Broken

Nine Inch Nails

Nothing/Interscope Records, 1992

REVIEW BY: Christopher Thelen

ORIGINALLY PUBLISHED: 09/02/1998

I still remember the first time I ever heard Nine Inch Nails. On a spring morning in 1992, I was getting ready for another day of classes in college. I had just been sent Broken, the then-latest release from Trent Reznor and crew, for review in the school newspaper. I grabbed the tape, popped it in the Walkman, and headed out the door towards the academic building. As I hit the doors to the classroom, this wonderful electronic noise slammed the earphones into my head... and I was hooked. I almost kept the tape on during Basic Microeconomics... and seeing how much I actually learned in that class, I wish I had.

Recorded at a sensitive period in Reznor's life (he was fighting with his then-label TVT - he wouldn't give them any more material, and they said he couldn't record unless they put it out), he banged off these six tracks without permission from "the record company", as he put it in the press release. Whereas his first release my_heart_sings_the_harmony_web_ad_alt_250 Pretty Hate Machine painted a bleak picture with an electronic but still pop vein, Broken dumped in more anger than one could believe, and removed any vestige of pop music left in his tortured soul.

The worst thing I can say about Broken is that it's too damned short. With only six songs (two of those being instrumentals), you quickly find yourself wanting Reznor to continue leading you on a guided tour of his own private hell. Unfortunately, six tracks is all you get - but, oh, what a wonderful selection of songs!

The guitar feedback loops of "Pinion" quickly lead into "Wish," one of the smashes off this album. Reznor again proves that he knows how to hold a tune, even though his voice seems to be ready to break under the hate-filled shouting he does throughout the album. It's one of the most intense few minutes I've ever heard in the world of rock music, but you can tell from every single note that this is pain and anger that is not being faked for the sake of the dollar. Reznor was pissed off and depressed, and he was going to let anyone who cared know just how he felt.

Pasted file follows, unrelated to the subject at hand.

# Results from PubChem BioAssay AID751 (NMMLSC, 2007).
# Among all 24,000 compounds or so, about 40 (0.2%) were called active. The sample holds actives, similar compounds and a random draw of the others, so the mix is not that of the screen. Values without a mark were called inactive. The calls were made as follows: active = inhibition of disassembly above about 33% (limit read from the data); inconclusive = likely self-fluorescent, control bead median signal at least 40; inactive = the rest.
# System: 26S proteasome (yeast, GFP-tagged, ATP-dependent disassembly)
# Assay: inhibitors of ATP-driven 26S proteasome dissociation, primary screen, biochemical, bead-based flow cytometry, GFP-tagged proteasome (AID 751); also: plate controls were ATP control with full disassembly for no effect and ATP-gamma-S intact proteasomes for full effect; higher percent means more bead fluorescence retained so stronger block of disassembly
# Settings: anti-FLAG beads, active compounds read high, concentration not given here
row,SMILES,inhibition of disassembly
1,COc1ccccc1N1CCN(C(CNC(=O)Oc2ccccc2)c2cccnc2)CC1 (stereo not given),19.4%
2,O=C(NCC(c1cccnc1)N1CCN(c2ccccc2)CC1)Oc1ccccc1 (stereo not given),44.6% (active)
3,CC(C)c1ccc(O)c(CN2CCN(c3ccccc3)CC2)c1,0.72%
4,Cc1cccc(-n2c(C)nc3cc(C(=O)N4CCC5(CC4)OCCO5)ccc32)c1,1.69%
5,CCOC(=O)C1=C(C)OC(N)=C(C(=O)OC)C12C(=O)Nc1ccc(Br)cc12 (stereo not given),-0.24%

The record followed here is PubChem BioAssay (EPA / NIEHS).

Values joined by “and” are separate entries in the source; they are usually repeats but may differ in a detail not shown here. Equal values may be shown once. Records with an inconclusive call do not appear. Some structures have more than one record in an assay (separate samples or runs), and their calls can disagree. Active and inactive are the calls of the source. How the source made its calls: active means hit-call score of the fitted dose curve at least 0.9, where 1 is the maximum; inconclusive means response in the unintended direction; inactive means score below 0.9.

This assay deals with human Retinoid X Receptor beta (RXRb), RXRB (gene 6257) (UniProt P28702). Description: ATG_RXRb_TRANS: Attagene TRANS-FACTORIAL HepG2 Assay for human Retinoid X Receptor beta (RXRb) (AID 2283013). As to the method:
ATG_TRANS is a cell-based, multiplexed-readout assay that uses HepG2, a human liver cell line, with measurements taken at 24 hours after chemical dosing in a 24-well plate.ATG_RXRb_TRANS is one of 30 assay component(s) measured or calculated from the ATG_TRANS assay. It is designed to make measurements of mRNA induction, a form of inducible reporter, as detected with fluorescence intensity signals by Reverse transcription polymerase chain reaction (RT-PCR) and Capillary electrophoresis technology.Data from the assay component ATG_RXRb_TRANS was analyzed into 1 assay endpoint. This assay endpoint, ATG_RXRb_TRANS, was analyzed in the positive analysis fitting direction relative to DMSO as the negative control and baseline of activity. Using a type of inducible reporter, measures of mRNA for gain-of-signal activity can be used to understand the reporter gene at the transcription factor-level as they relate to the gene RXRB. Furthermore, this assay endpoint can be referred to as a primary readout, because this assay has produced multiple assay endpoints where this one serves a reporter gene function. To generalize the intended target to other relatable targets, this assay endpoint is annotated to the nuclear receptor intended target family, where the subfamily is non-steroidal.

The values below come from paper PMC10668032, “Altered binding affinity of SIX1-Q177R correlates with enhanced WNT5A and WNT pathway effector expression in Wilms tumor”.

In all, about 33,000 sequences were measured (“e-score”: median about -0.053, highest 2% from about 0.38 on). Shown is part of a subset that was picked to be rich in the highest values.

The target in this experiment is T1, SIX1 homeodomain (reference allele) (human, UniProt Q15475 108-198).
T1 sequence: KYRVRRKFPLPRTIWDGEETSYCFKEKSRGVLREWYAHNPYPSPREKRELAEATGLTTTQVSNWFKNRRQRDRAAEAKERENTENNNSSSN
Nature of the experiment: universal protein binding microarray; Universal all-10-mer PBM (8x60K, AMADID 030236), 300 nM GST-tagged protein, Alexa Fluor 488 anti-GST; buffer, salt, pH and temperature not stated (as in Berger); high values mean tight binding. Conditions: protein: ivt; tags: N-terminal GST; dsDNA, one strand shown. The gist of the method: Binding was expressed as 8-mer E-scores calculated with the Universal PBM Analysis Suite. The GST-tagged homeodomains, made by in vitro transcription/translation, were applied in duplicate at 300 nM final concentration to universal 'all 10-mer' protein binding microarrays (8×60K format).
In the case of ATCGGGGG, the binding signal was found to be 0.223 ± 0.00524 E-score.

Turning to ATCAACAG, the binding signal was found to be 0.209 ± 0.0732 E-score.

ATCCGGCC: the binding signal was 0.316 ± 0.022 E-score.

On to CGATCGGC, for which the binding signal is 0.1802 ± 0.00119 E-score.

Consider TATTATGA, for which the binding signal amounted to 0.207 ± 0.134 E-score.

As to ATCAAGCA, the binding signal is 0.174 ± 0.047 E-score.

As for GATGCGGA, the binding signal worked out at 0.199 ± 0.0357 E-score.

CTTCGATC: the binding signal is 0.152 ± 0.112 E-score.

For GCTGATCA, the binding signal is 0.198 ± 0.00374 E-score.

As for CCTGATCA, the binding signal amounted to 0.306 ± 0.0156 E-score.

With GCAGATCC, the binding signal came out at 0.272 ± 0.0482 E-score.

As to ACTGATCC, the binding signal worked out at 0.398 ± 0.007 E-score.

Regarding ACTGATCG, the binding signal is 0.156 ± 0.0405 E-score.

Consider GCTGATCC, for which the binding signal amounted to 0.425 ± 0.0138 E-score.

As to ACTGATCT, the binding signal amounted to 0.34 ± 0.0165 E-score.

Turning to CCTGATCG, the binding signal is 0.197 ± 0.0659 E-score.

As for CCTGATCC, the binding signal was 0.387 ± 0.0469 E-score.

The intensity continues through the next two vocal tracks, "Last" and "Happiness In Slavery" (hmm, a subtle slam against "the record company", using "slave" long before Prince?), the latter becoming a hit track. In a sense, it's surprising to think that such intense music could become popular in the dance halls and on the radio - but then again, it's surprising to think of how many people felt a kinship to Reznor and what he was singing about.

The remaining tracks - the instrumental "Help Me I Am In Hell" and the vocal "Gave Up" - aren't of the same superior caliber as the rest of the material on Broken, but they still hold their own quite well, and are worth checking out.

Broken lives up to its name by breaking away from the pop core that was still at the center of Nine Inch Nails's music around the time of Pretty Hate Machine. Ironically, their next full-length release, The Downward Spiral, would bring Reznor pop success without him sacrificing his musical values. (I can't say he's done the same in recent years, though.)

Broken still remains one of the most intense albums I've ever listened to, and is a wonderful way to introduce yourself to the tortured world of Nine Inch Nails.

Rating: A-

User Rating: Not Yet Rated


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© 1998 Christopher Thelen and The Daily Vault. All rights reserved. Review or any portion may not be reproduced without written permission. Cover art is the intellectual property of Nothing/Interscope Records, and is used for informational purposes only.